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Film Review: Drive

Drive (2011; Directed by Nicolas Winding Refn)

“What do you do?” “I drive.”

Ryan Gosling’s laconic, nameless driver replies thusly to a query about his profession made by his neighbour and percolating love interest Irene (Carey Mulligan). Of course, the simple directness of both question and answer intimates multiple meanings. The driver drives not merely to make a living behind the wheel (he’s proper day job is actually as a mechanic, though he moonlights as a film stunt driver as well as in less straight circles) nor does he cruise around simply for recreation but rather as an outlet for existential fulfillment. The driver does much more than merely drive in Drive, but the events of Nicolas Winding Refn’s stylish, arresting L.A. neo-noir crime thriller proceed consequentially from the disruption of the internalized sense of self-possession and zen-like peace that driving a car grants him, as well as from perilous threats to the human connections that his lonely prowess behind the wheel has forged.

The Driver (let’s capitalize it, to avoid confusion though not preciousness) works in contemporary Los Angeles for Shannon (Bryan Cranston), a car repair garage owner and agent for film stunt driving work with a limp and a pathetically eager personality. Shannon’s inborn patsy nature carries whispers of doom when he gets enmeshed with an old underworld contact, Bernie Rose (Albert Brooks), who finances a stock car (to be driven by the Driver) with a fellow mobster named Nino (Ron Perlman).

Meanwhile, the Driver’s flirtation with Irene and developing father-figure role to her son is transformed when her husband and the boy’s father, Standard Gabriel (Oscar Isaac, his character so named mainly to facilitate a single joke but also to carry an automobile suggestion), returns home after being released from prison. Standard owed protection money on the inside and the debtors decide to motivate repayment with threats of violence towards him and his family.

To raise the funds, Standard proposes a pawn shop heist with the Driver as getaway driver. Drive opens with a slick demonstration of his considerable ability in this role, as he escapes from a nocturnal robbery with two accomplices. The Driver alternately burns rubber and cleverly conceals his vehicle from pursuing police cars and air support. Dialogue is minimal, especially once the engine revs up; Refn soundtracks the sequence with Cliff Martinez’s pulsating electronic score, exposition via the in-car police radio scanner, and audio play-by-play of a Los Angeles Clippers basketball game that doubles as commentary on the Driver’s skills (“He’s performing at the top of his game”, etc.; hardy har). The Clippers game is his safehouse, as he parks in the Staples Center garage and melts coolly into the crowd exiting the arena.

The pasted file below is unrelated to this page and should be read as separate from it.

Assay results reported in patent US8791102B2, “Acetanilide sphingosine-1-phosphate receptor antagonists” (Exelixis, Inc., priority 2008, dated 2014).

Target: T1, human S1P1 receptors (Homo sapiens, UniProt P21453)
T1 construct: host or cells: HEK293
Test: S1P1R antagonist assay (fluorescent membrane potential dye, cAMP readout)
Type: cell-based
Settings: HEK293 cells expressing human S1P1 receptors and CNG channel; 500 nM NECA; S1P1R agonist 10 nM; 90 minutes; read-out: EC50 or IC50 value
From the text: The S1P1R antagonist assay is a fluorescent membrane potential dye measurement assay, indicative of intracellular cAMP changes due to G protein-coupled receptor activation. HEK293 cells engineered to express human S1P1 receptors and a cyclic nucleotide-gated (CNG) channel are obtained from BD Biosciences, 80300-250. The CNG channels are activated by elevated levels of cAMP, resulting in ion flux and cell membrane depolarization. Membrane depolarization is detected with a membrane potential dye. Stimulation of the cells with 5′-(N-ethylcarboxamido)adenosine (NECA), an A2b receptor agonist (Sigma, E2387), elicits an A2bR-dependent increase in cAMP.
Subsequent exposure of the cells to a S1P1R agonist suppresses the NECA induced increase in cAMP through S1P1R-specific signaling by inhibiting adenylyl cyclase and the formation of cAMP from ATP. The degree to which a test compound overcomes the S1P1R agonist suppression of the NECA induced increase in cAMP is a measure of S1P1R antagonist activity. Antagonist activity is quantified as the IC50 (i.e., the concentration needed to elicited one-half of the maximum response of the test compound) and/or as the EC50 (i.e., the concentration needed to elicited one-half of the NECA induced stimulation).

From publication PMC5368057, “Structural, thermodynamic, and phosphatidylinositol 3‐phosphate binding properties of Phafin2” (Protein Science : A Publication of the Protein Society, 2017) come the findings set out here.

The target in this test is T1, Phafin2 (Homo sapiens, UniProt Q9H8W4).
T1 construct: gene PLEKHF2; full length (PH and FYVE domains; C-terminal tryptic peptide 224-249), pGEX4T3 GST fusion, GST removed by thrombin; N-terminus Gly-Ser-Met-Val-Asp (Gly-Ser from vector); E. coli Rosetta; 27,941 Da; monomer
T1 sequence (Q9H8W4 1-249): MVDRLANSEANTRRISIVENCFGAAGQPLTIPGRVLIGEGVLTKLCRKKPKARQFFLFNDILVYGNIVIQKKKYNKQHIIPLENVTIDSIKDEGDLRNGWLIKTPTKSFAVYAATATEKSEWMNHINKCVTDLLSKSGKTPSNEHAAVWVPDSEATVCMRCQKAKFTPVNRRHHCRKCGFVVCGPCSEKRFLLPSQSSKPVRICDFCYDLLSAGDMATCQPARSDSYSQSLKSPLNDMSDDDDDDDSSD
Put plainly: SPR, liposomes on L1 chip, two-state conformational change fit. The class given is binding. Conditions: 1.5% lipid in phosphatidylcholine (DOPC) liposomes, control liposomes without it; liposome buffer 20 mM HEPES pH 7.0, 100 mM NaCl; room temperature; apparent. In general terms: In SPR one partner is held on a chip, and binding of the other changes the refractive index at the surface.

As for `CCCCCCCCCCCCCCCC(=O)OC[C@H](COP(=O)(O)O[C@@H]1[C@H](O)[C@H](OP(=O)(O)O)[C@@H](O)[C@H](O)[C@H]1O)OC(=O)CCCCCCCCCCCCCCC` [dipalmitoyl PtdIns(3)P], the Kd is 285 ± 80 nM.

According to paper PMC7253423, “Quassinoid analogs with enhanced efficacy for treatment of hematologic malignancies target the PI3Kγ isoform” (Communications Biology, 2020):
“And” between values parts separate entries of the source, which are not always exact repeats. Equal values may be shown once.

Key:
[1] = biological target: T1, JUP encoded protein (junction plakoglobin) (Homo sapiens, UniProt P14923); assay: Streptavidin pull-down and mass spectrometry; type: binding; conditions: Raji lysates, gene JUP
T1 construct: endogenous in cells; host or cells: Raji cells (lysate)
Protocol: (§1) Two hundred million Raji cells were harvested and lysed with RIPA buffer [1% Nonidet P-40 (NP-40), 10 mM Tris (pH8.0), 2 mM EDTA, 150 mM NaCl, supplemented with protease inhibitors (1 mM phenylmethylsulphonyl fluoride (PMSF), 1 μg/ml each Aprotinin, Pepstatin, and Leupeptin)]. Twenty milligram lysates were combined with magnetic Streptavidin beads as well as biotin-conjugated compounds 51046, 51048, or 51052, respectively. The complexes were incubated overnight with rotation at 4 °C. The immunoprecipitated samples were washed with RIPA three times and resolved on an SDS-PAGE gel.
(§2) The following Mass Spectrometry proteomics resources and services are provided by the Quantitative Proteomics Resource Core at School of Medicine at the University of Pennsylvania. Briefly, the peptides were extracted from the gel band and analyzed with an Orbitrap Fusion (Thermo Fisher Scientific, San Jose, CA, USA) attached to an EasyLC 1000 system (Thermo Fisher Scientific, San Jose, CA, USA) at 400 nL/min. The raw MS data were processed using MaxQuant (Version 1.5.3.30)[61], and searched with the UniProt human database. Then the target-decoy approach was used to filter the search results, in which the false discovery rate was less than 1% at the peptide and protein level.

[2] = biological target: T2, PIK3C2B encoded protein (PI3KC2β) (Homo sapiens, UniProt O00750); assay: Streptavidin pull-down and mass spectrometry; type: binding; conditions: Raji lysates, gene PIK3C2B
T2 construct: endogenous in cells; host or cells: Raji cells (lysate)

Anyway, the pawn shop heist goes not even a fraction as smoothly, necessitating a tremendous high-speed freeway pursuit and then an escalating series of cat-and-mouse acts of retributive and safety-seeking violence. Refn melds ruminative indie artfulness with 1980s flash and 1970s blood-spattered grit in a seamless fashion. Drive varies drastically in terms of pace but never of tone or aesthetic quality; it has incredible flow, shifting gears as effortlessly as its protagonist does.

That unnamed protagonist dominates the film, and how you feel about Drive ultimately hinges on how you feel about Ryan Gosling. Gosling’s performance is one of great composure, and Refn composes him and his narrative journey in a manner that suggests a dangerous calm in the midst of struggle and challenge. As an observer of Gosling’s acting method here, however, I remain frustratingly uncertain about it. Gosling’s thespianic approach is transparently intended to convey his character’s roiling emotions beneath an unflappable exterior, that much is clear. It is less clear whether or not he does convey that depth of sketched emotion or just sort of stands there looking cool. There are actors that can pull off that most difficult of tricks (Jennifer Lawrence is masterful at it already, and Ian McKellen speaks with technical awe at Martin Freeman’s abilities in this vein in the DVD features of The Hobbit). I simply cannot decide if Ryan Gosling is one of them or is simply reproducing the techniques of one such actor.

Practically speaking, this doesn’t matter much to the effect of Drive. Refn’s mastery of image, sound, plot, and reaction is such that the debatable emotive chops of his lead do not reduce his picture’s potency and verve. Indeed, Refn works around Gosling’s performance to visually establish the nugget of intended signification at the deep core of the Driver: when “at work” in the crime world, the Driver dons a satin jacket embroidered with a golden scorpion as a sort of armour but also as an emblem of identity to signal his enemies, like a battle standard out of the medieval world. The Driver is a scorpion himself, Refn unsubtly tells us with this touch; coiled and ready for the deadly strike.

The cool self-possession of the Driver makes him a formidable foe. Even if Drive gets a tad lost in a spiral of violent revenge along with its protagonist, it doesn’t ever lose its resonant existentialist undercurrent. It retains and gradually magnifies its hints about his solitary personal state and his quest for some measure of meaning behind the wheel of an automobile, that most American of vision quests. Driving, literally and figuratively, is what he does.

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